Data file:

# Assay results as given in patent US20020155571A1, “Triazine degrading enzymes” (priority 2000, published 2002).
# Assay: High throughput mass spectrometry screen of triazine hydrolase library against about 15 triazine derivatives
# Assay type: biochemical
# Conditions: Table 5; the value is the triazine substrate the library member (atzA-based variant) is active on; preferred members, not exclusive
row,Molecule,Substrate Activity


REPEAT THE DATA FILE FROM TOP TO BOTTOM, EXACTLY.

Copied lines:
# Assay results as given in patent US20020155571A1, “Triazine degrading enzymes” (priority 2000, published 2002).
# Assay: High throughput mass spectrometry screen of triazine hydrolase library against about 15 triazine derivatives
# Assay type: biochemical
# Conditions: Table 5; the value is the triazine substrate the library member (atzA-based variant) is active on; preferred members, not exclusive
row,Molecule,Substrate Activity